And finally here we have Fleddermann’s arguments2, which indicate that the text of Mark here is later than Q (that is later than the text reconstructed from Matthew and Luke), which also helps support my argument that this is an addition to the text of Mark. Fleddermann argues (p.59) that “’your sons’ concedes too much because it implies that Jesus operates on the same level as his opponents. The developing churches developing Christology could not admit such equality”. Thus Mark’s text is more likely secondary here.

It might be argued that given that we have no surviving texts of Mark with this reading, that interpolation here is improbable. But, I think we could easily demonstrate, given the changes in surviving copies, that we are unlikely to have complete originals of any of our texts. Some changes would have gotten into all surviving copies of all of our documents. Also, we can expect the rate of change to have been quicker, early on, before things became well established as scripture. And while there were fewer copies in existence an alteration could achieve full replacement in all existing copies with greater ease. In addition, changes would be more likely in a document that was less well suited to developing Christianity, which means the impetus to make changes in the first gospel would be the greatest. And finally, Mark has the most variation in surviving texts of any of our NT documents, also indicating it has experienced the greatest amount of change.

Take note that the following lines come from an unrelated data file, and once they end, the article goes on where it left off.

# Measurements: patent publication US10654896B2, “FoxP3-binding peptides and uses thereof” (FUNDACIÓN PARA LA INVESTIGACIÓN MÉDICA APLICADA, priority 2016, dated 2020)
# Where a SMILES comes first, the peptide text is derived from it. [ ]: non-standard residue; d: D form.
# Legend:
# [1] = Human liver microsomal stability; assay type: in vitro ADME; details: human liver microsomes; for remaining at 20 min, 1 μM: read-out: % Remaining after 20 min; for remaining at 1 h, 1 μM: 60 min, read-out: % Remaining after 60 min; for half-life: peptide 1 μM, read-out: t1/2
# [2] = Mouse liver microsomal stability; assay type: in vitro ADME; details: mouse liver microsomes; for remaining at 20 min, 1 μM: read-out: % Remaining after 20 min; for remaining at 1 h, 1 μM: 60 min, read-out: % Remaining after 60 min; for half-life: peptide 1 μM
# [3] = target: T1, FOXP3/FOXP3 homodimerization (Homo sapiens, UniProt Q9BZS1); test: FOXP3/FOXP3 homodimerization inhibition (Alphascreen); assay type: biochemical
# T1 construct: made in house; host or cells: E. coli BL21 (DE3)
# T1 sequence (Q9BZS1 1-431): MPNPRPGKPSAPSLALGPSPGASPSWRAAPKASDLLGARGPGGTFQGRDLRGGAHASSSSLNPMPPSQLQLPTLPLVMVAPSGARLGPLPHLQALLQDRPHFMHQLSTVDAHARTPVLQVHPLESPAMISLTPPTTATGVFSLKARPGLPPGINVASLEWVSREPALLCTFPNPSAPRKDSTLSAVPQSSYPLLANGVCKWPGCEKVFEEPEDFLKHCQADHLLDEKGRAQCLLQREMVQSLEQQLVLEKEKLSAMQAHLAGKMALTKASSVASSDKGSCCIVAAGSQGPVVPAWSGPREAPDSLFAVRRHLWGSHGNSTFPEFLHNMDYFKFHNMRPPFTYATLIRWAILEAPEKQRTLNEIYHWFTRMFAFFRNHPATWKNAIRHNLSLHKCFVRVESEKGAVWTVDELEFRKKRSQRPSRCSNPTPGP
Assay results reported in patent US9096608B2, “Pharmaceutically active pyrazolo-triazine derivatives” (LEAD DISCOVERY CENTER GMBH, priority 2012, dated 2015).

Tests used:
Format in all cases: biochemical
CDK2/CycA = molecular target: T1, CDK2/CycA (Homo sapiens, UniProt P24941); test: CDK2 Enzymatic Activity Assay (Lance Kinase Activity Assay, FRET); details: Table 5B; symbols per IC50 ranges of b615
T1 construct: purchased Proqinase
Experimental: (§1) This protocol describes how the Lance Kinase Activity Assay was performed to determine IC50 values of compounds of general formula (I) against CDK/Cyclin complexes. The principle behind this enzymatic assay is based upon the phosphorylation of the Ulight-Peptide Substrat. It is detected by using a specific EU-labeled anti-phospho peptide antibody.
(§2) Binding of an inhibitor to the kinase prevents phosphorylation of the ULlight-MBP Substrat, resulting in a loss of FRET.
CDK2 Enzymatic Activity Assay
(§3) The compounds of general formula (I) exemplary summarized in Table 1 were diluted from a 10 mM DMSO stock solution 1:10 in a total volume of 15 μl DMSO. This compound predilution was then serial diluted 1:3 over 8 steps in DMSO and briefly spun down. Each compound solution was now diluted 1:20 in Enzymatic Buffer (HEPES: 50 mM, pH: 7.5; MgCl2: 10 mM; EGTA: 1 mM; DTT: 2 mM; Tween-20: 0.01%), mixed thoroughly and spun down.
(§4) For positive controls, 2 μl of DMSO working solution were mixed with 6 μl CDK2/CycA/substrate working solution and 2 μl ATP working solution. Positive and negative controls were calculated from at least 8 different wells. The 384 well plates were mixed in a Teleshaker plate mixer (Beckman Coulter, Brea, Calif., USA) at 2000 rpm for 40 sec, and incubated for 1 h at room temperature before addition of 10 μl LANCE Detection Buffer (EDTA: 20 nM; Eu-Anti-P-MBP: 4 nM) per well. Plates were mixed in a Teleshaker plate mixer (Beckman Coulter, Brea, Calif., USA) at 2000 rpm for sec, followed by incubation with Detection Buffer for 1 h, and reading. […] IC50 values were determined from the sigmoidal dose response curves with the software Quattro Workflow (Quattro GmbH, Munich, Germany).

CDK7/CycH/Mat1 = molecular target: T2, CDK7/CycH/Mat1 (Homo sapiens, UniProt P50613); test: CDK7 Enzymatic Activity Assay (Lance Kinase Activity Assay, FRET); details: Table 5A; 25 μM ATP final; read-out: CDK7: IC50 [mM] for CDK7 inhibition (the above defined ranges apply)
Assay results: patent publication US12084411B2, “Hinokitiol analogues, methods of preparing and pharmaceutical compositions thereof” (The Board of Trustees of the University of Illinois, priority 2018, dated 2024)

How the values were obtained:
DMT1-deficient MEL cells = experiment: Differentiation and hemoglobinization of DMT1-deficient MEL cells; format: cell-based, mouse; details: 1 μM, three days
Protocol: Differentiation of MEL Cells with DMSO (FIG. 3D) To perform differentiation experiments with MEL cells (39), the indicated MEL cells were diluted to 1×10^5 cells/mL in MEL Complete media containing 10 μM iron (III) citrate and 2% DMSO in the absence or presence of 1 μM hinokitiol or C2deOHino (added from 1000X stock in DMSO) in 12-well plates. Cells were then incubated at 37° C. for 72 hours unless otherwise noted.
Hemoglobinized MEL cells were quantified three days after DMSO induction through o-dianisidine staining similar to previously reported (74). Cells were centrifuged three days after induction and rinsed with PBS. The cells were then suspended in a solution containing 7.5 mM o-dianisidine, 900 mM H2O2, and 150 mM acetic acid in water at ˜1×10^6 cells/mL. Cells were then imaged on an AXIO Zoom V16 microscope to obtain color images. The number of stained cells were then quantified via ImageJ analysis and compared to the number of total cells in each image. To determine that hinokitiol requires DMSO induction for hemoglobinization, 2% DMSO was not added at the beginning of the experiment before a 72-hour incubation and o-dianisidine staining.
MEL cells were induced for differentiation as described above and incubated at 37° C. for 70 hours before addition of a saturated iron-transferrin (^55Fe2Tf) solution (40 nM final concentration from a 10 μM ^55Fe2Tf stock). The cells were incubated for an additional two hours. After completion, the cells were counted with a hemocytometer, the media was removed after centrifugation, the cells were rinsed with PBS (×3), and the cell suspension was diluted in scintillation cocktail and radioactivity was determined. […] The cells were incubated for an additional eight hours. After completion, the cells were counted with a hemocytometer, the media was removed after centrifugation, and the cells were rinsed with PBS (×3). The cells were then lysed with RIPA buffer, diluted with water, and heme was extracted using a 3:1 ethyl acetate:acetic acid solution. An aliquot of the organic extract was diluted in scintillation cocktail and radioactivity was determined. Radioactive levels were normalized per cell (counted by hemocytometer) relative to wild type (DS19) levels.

In most cases these originals are completely lost. However, in the case of the gospel of Mark, we do have witnesses to the text of Mark outside of the surviving copies of the gospel of Mark. We have the texts of Matthew and Luke. We can view them as non-conservative early witnesses to the text of Mark, and view our surviving copies of Mark as conservative late witnesses. In this case, our non-conservative early witness, Luke, gives us two independent indications that he does not know Mark’s text here. Then our late conservative texts, our copies of Mark, show internal signs of alteration. We can then argue for assimilation to the more popular text of Matthew.